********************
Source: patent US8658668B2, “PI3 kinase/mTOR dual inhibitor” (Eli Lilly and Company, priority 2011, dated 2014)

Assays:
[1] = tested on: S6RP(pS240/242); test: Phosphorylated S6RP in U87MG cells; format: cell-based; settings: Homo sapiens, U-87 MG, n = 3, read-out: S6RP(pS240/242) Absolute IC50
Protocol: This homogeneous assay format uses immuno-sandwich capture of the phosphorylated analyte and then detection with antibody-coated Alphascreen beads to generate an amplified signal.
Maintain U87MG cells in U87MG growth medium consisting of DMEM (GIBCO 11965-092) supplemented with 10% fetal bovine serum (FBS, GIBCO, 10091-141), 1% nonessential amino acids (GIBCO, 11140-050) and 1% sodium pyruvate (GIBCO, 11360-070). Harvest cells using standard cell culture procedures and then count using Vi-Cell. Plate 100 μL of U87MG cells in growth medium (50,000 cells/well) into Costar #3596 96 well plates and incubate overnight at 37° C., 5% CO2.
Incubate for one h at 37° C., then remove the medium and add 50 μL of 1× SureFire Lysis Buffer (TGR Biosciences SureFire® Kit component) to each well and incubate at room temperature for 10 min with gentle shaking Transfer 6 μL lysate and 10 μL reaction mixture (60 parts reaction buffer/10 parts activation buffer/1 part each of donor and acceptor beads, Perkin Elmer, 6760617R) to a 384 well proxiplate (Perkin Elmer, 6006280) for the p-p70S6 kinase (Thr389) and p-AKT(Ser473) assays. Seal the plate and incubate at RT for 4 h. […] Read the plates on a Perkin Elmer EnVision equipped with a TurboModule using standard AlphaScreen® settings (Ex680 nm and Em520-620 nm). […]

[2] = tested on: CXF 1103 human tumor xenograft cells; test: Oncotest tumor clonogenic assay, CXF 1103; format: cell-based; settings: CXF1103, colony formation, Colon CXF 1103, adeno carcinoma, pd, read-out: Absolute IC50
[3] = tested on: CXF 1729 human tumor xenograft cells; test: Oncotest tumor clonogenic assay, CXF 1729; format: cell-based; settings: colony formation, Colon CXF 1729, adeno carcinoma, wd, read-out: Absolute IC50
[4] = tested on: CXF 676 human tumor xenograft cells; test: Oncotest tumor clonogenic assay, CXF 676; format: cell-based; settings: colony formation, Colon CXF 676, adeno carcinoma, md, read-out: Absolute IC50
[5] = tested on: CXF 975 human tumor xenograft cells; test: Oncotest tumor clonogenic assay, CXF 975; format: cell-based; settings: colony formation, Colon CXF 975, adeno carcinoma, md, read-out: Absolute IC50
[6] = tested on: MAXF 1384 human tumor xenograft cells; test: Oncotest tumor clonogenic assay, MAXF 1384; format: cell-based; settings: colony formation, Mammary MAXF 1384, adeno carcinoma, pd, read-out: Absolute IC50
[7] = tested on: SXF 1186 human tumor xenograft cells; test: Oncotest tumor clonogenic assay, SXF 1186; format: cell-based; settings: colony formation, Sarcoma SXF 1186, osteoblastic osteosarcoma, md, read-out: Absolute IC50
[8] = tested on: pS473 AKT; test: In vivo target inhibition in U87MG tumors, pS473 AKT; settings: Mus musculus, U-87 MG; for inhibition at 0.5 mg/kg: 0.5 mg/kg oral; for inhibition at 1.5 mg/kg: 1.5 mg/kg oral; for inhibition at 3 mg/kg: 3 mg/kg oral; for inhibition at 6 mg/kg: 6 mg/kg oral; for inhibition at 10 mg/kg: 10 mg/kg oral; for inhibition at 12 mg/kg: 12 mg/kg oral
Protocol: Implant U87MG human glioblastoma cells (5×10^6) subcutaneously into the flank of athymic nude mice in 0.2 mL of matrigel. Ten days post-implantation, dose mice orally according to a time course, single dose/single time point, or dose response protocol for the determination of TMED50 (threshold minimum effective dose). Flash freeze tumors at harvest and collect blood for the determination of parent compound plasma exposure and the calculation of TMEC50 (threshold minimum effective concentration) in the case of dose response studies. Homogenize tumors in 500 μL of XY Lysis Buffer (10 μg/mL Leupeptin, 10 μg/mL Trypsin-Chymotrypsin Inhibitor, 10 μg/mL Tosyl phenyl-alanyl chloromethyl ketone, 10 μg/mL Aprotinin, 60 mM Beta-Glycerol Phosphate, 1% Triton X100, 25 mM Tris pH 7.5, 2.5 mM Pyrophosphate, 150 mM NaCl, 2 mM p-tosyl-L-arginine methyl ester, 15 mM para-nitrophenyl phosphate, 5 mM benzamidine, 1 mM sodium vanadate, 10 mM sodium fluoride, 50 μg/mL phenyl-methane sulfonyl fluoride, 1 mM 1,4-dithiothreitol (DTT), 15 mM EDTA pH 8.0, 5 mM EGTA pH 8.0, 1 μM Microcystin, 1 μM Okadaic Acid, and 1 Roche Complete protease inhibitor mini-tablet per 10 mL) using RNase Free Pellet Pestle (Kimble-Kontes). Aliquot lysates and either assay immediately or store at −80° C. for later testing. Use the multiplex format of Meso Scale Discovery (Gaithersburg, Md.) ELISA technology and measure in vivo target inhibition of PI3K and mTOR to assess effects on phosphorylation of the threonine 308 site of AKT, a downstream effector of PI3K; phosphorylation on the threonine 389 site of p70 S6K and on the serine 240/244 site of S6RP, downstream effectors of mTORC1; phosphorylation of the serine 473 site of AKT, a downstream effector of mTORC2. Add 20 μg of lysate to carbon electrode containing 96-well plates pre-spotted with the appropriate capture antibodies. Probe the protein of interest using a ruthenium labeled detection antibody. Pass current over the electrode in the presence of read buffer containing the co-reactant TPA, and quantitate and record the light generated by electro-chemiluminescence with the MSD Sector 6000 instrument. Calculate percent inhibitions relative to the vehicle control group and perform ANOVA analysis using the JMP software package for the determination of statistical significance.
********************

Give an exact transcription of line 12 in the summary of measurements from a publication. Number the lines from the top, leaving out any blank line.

[7] = tested on: SXF 1186 human tumor xenograft cells; test: Oncotest tumor clonogenic assay, SXF 1186; format: cell-based; settings: colony formation, Sarcoma SXF 1186, osteoblastic osteosarcoma, md, read-out: Absolute IC50